What Are You Wearing?

 Posted on October 09, 2007 in Uncategorized

On Sunday Malum in Se wrote about running into a prominent criminal defense attorney at the local Walmart. On Sunday afternoon, the lawyer was wearing khakis, a long sleeve shirt and a tie. Alright, you might say, he had probably just come from church. Or maybe brunch with his mother.

But this Prominent Lawyer gave himself away when he commented on Malum's own attire: "Mr. PD, perception is reality. I envy you at guys at the PD's office being able to run around town in sweat shorts and a tee shirts." PL was wearing khakis and a tie to Walmart on the Gulf Coast on Sunday afternoon because he had to.

(A digression: pity those who are unable to discern metaphor from reality. They might think that perception actually is reality, or that the "war on terror" is an actual war. A criminal-defense lawyer who doesn't recognize a metaphor is severely intellectually crippled [metaphor], and probably shouldn't have people's freedom in his hands [metaphor].)

Occasionally I see a mention in the blawgosphere about how we lawyers must dress like lawyers. For example, Tom Kane's Dressing Professionally is Smart Marketing in his Legal Marketing Blog. The theory is that the clients expect it and are more likely to hire us if we wear business attire.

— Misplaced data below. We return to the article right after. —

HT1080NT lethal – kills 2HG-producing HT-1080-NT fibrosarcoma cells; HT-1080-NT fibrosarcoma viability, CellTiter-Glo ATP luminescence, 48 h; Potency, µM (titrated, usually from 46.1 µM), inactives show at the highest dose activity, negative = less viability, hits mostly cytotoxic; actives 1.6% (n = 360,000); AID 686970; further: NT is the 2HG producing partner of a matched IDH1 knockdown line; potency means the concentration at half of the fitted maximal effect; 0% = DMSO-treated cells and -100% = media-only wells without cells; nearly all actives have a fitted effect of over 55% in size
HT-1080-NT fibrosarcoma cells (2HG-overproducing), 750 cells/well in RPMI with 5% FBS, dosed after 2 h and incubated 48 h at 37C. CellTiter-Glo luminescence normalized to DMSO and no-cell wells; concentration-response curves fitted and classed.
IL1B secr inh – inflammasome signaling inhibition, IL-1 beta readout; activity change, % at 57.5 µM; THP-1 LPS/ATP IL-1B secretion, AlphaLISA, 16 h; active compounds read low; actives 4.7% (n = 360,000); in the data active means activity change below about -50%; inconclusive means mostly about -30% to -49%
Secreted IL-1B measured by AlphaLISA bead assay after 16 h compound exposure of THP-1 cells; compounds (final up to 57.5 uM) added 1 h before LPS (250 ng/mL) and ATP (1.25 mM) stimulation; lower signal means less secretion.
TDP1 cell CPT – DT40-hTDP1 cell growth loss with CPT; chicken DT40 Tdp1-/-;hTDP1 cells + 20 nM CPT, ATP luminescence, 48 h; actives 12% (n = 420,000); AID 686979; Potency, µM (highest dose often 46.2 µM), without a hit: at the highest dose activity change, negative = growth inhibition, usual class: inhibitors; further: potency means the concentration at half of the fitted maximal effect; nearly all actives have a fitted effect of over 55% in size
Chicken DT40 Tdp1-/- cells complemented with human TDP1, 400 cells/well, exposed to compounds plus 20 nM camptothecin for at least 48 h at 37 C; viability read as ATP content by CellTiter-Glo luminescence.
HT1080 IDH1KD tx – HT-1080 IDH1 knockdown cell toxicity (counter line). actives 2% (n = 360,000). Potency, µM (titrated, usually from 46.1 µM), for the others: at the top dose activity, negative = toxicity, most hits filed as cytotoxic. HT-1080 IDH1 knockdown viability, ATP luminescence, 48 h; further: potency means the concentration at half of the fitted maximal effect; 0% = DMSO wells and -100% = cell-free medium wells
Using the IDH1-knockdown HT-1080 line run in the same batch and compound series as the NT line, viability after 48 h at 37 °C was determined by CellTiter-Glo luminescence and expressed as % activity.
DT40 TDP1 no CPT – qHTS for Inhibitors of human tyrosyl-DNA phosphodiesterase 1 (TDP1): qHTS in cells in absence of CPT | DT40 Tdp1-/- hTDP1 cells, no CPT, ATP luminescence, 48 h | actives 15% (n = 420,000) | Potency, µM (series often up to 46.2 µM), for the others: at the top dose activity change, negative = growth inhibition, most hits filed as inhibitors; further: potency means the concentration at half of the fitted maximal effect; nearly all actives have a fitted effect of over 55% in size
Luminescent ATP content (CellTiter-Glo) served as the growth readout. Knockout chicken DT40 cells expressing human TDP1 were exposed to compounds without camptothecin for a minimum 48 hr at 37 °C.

John Remsen, Jr., whose Enough is Enough: Lawyers Should Look Like Lawyers post Tom linked to in his Dressing Professionally post, wrote:

I don't know about you, but if I'm paying north of $350 an hour for legal services, I want my talented, high-priced lawyer to look like a talented, high-priced a suit. Crisp, polished and professional. The way he (or she) looks and presents himself (or herself) has a huge impact on how I perceive his (or her) skills and capabilities. That's just the way it is.

John makes a persuasive case. Legal marketing is his business, and I'm prepared to concede that he's probably right. Yet I'm not about to change my style. I have a closet full of nice suits, and I'll wear them to court, but one of my priorities when I get back to the office is to get into jeans and a t-shirt as quickly as possible. I work smarter in jeans and a t-shirt.

Maybe I'd get more clients if I kept the suit on at the office, but I don't need more clients. Maybe I'd get a better class of clients, but I like the class of clients I get. I don't really think I want clients who feel that a fancy suit makes a better lawyer; their expectations might not be closely linked to reality. My clients usually have chosen me over cheaper lawyers wearing fancier suits in fancier offices.

Dressing down may convey its own salutary message to the potential client - "this lawyer doesn't need to impress me," or "this is the guy I want at my side in a real fight" or even "this guy is all about his craft" - all of which are true. Or maybe my air of competence and trustworthiness simply outweighs my sartorial shortcomings.

There are lots of good reasons to wear a tie on Sunday afternoon. But being a lawyer is not one of them.

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